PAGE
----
Sunday, February 05, 2012

Dark As Day 1-7 - Charles Sheffield

"The Great War was over. It ended four months after it began, when the leaders of the Belt—crushed, humiliated, drained, and defenseless—agreed to an unconditional surrender.

And yet the Great War did not end. It could not end. It had swept like a gigantic storm across the face of the solar system, and like any storm it left behind its own trail of destruction, invisible eddies of unspent energy, whirlpools of hatred, and cluttered heaps of flotsam: people, weapons, and secret knowledge thrown together and abandoned.

Mars was not aware of the fact, but although hard-hit it had been doubly blessed. True, over half of its people had died. But life could still continue far below the surface, and the same infernal forces that swept clear the northern hemisphere had set in motion the melting of the permafrost. Two thousand years later, humans would walk unaided on the surface and breathe the clear Mars air.

But that was far off, in a remote and unimaginable future. Today a gummy slick of microphages covered the land from equator to poles, waiting for anything with a GACT sequence that invited disassembly.

Night fell, for the seven hundred and fiftieth time since the end of the Great War. The stars came out, bright and steady in the black sky. Phobos raced across the heavens, west to east. The purblind phages were unaware of its presence, or of the rising of Jupiter and Saturn.

But others on Mars knew. Three hundred kilometers from the barren equator, in the dead center of a low, flat valley, a ten-meter circle of surface released into the thin air a mist of chemicals. Any GACT or GACU form would have died within milliseconds. The disassemblers were made of sterner stuff, but they knew enough to recognize danger. A wave of microphages surged backward, clearing an annulus of bare gray scree around the misted ring. Those disassembler phages unlucky enough to be caught within the ring writhed, retreated toward the middle, and withered to a small heap of desiccated powder.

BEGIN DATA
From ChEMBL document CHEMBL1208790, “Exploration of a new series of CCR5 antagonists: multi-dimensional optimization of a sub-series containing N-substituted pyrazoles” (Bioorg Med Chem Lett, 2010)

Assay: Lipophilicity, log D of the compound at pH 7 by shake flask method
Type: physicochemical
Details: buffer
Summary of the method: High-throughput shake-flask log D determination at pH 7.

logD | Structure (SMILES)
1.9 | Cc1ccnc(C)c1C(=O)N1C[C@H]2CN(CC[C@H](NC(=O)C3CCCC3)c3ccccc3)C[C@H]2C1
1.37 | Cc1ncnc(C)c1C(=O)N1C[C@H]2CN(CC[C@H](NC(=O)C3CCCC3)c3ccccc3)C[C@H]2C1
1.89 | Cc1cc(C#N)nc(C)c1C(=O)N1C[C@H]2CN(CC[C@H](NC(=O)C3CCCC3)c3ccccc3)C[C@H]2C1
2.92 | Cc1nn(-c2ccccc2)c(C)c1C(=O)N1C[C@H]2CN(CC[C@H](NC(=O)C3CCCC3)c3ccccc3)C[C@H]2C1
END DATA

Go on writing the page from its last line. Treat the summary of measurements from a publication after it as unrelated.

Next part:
A puff of warmer air from below dispersed their dust. In the center of the ring a black dot had appeared. The dot widened into a dark open disk, through which a flat circular platform slowly rose. The microphages retreated farther, recoiling from the blown spray at the platform’s perimeter.

Two suited figures stood at the center of the platform. The woman was holding the hand of the little boy, and pointing upward. He was about four years old, and showed far more interest in the writhing circle of microphages and the bleak landscape beyond than in the starry sky.

“Do you see it?” The woman’s voice was wheezing and husky, and her back was oddly twisted. She shook the child’s hand impatiently. “You’re looking the wrong way. Over there. The brightest one.”

The boy was tall for his age, and sturdily built. He followed her pointing arm to the place where rising Jupiter hung above the eastern horizon. Dark eyes gleamed behind the suit’s visor, but his scowl was invisible in the dim light. “It’s not big. You said it would be big.”

“Jupiter is big. Huge. A lot bigger than this whole world. It only looks small because it’s so far away.”

“I could squash it in my fingers, it’s so little. It can’t hurt us.”

“It did hurt us. Jupiter looks tiny, but it’s really so big there are whole worlds, worlds nearly as big as this one, that circle around it. The people who live on them started the war. They were monsters. They killed your mother and father, and they killed your baby sister. They would have killed us, too, if we had stayed in the Belt. They are the reason we have to hide away here.”

It was an oft-told story, but the boy stared at Jupiter with greater interest. “I don’t see the other worlds at all.”

“They are there, just so far away you can’t see them. You’ve heard their names often. Ganymede, and Europa, and old Callisto.”

“And smoky smirky Io. You missed one. In the Gali-lo song there are four.”

“You’re right. And there really are four. But nobody lives on Io.”

“Why not? Does it have lots of these?” The boy’s arm waved toward the ring of microphages, standing like the curled lip of a breaking wave just beyond the protective spray.

“No. Io has lightning and burning hot and other bad things. Nobody can live there. You wouldn’t want to go there.”

“If Jupiter is so big, I’d like to live there.”

“You can’t do that, either. Jupiter is too big. It would crush you flat.”

“I bet it wouldn’t crush me. I’m strong. I’m stronger than you.”"

4 out of 5